Restaurants in Tampa Bay continue to face what some call a labor shortage, or what others describe as workers refusing to return to work for inadequate pay, unsafe working conditions, paltry benefits, and abuse on the job.
Some restaurants, desperate for staff, are turning to robots to fill the gaps. That is, laborers who won’t call in sick, demand fair pay, or try to organize their workplace. Other eateries are reducing operational hours, with restaurant workers now quitting the industry in droves.
Here in Tampa, Asian fusion restaurant Chop Chop Shop is joining a growing number of businesses now offering a four-day, 40-hour work week for its full-time kitchen staff, inspired in part by the owners’ own knowledge of what it’s like to work behind the counter.
“Restaurant staff work in harsh conditions, long hours, and under intense pressure,” co-owner Steve Sera, who works both up front and in the kitchen, wrote in a news release. “We need time to fully rest, recuperate, and tend to our personal lives while doing the work we love, just as anyone should.”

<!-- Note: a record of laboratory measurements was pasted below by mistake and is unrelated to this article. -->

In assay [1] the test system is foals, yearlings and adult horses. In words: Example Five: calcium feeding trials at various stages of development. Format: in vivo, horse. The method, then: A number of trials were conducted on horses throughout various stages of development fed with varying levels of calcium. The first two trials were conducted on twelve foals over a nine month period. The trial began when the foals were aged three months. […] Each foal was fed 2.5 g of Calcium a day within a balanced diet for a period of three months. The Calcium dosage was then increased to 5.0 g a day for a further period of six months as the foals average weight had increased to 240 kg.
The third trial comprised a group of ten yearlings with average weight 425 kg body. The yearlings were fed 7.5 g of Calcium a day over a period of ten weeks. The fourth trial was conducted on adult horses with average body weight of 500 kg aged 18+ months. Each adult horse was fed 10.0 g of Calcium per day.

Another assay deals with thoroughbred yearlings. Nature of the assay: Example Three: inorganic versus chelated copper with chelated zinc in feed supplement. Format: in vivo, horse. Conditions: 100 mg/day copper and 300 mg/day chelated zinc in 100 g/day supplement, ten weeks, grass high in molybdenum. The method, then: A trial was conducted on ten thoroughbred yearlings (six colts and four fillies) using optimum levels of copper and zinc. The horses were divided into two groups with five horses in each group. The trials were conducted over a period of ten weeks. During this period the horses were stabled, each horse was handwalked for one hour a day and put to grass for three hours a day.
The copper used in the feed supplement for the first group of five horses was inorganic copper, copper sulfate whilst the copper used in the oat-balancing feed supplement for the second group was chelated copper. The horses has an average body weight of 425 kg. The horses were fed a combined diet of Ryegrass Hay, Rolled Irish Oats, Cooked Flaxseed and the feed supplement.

At Chop Chop Shop—located at 4603 N Florida Ave. at the old Nico’s Nicko's Fine Foods diner—a four-day work week is one of several benefits Steve says he and his wife, Olivia, the other co-owner of the Seminole Heights restaurant, are now offering their kitchen staff to both retain and attract new talent.
For about three months, the restaurant’s eight kitchen staff have been coming in four days a week, in alternating teams of two, Sera told Creative Loafing Tampa Bay, with three consecutive days off. Workers still reach a full 40-hour week minimum, Sera confirmed, working two double-shift days—equivalent to 12-and-a-half hours, each—in addition to one 9-hour day, and one 8-and-a-half hour day, with breaks.
In the beginning, it took some time for himself and his staff to adjust, but Sera said it’s working out well. “It’s harder to find people to work in the restaurant industry,” he admitted. But the four-day work week, he said, “makes the industry more attractive to people either coming in or people that have been in it for years.”
And he’s not wrong, John Patterson, one of the restaurant’s new prep cooks told CL. Working four days a week, instead of five or six, was “one of the biggest selling things” for Patterson, a 12-year veteran of the industry who left his old job at another local restaurant in September for his current position at Chop Chop Shop.